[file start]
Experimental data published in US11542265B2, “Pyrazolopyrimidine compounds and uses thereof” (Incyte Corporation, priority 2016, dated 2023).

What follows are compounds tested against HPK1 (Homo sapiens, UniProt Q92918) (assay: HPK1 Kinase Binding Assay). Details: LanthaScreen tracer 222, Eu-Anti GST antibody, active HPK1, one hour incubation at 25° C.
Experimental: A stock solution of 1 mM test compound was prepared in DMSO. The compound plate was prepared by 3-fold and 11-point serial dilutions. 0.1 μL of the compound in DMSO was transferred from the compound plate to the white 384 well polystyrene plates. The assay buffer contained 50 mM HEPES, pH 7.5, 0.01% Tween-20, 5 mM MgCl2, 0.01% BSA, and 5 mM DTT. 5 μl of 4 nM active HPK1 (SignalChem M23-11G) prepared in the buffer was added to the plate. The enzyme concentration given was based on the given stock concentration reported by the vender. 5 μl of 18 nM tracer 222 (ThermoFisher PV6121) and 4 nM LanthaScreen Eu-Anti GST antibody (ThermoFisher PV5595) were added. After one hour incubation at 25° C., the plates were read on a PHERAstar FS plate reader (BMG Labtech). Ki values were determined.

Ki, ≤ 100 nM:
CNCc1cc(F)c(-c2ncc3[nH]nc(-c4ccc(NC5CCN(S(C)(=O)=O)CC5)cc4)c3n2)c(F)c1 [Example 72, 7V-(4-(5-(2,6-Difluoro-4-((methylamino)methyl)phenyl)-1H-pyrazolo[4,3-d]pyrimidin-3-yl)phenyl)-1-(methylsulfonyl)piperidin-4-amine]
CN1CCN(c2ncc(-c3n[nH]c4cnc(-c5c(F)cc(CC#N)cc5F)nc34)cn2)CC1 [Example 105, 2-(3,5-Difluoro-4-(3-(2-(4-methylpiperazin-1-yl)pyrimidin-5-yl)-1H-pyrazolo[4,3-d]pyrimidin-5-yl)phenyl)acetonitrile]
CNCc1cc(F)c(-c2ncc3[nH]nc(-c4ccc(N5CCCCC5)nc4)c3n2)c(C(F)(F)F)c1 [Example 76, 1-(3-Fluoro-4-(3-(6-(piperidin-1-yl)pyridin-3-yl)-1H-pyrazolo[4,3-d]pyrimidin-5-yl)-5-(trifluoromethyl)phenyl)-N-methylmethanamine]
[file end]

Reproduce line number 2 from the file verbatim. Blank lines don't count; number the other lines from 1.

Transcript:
What follows are compounds tested against HPK1 (Homo sapiens, UniProt Q92918) (assay: HPK1 Kinase Binding Assay). Details: LanthaScreen tracer 222, Eu-Anti GST antibody, active HPK1, one hour incubation at 25° C.